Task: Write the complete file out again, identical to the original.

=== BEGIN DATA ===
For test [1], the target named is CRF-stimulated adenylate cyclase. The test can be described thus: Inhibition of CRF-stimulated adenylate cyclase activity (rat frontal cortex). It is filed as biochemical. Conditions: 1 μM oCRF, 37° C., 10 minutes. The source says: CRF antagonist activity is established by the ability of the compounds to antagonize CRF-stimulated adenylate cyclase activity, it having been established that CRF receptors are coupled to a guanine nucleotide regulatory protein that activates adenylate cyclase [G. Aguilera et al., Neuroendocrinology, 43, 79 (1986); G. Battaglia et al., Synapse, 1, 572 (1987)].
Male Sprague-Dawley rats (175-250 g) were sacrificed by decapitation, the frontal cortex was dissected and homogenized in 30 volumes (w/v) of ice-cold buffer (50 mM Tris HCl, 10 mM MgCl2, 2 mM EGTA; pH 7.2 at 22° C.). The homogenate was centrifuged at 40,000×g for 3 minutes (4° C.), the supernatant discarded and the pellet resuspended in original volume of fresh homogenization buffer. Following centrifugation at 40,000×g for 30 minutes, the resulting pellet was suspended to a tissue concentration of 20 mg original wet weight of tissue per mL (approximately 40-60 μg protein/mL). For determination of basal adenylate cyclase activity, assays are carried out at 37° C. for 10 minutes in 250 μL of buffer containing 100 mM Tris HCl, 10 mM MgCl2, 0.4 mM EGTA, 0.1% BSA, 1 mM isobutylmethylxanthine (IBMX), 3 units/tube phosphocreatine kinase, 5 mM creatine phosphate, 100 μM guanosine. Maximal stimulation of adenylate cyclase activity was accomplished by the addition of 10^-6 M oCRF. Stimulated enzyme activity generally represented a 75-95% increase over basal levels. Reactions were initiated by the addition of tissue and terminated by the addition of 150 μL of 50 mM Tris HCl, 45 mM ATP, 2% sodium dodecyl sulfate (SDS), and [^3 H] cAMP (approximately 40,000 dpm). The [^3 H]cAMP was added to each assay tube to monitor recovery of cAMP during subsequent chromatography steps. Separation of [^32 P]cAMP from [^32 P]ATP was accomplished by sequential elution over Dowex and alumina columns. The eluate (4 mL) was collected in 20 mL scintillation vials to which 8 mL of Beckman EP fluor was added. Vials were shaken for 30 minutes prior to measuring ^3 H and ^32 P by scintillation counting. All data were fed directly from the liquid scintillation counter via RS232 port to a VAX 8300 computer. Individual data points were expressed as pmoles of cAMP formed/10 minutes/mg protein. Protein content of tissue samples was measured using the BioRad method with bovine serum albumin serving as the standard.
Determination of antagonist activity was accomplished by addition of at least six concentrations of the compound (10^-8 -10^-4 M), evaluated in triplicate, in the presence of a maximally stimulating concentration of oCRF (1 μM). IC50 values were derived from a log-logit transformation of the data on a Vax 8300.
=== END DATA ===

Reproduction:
For test [1], the target named is CRF-stimulated adenylate cyclase. The test can be described thus: Inhibition of CRF-stimulated adenylate cyclase activity (rat frontal cortex). It is filed as biochemical. Conditions: 1 μM oCRF, 37° C., 10 minutes. The source says: CRF antagonist activity is established by the ability of the compounds to antagonize CRF-stimulated adenylate cyclase activity, it having been established that CRF receptors are coupled to a guanine nucleotide regulatory protein that activates adenylate cyclase [G. Aguilera et al., Neuroendocrinology, 43, 79 (1986); G. Battaglia et al., Synapse, 1, 572 (1987)].
Male Sprague-Dawley rats (175-250 g) were sacrificed by decapitation, the frontal cortex was dissected and homogenized in 30 volumes (w/v) of ice-cold buffer (50 mM Tris HCl, 10 mM MgCl2, 2 mM EGTA; pH 7.2 at 22° C.). The homogenate was centrifuged at 40,000×g for 3 minutes (4° C.), the supernatant discarded and the pellet resuspended in original volume of fresh homogenization buffer. Following centrifugation at 40,000×g for 30 minutes, the resulting pellet was suspended to a tissue concentration of 20 mg original wet weight of tissue per mL (approximately 40-60 μg protein/mL). For determination of basal adenylate cyclase activity, assays are carried out at 37° C. for 10 minutes in 250 μL of buffer containing 100 mM Tris HCl, 10 mM MgCl2, 0.4 mM EGTA, 0.1% BSA, 1 mM isobutylmethylxanthine (IBMX), 3 units/tube phosphocreatine kinase, 5 mM creatine phosphate, 100 μM guanosine. Maximal stimulation of adenylate cyclase activity was accomplished by the addition of 10^-6 M oCRF. Stimulated enzyme activity generally represented a 75-95% increase over basal levels. Reactions were initiated by the addition of tissue and terminated by the addition of 150 μL of 50 mM Tris HCl, 45 mM ATP, 2% sodium dodecyl sulfate (SDS), and [^3 H] cAMP (approximately 40,000 dpm). The [^3 H]cAMP was added to each assay tube to monitor recovery of cAMP during subsequent chromatography steps. Separation of [^32 P]cAMP from [^32 P]ATP was accomplished by sequential elution over Dowex and alumina columns. The eluate (4 mL) was collected in 20 mL scintillation vials to which 8 mL of Beckman EP fluor was added. Vials were shaken for 30 minutes prior to measuring ^3 H and ^32 P by scintillation counting. All data were fed directly from the liquid scintillation counter via RS232 port to a VAX 8300 computer. Individual data points were expressed as pmoles of cAMP formed/10 minutes/mg protein. Protein content of tissue samples was measured using the BioRad method with bovine serum albumin serving as the standard.
Determination of antagonist activity was accomplished by addition of at least six concentrations of the compound (10^-8 -10^-4 M), evaluated in triplicate, in the presence of a maximally stimulating concentration of oCRF (1 μM). IC50 values were derived from a log-logit transformation of the data on a Vax 8300.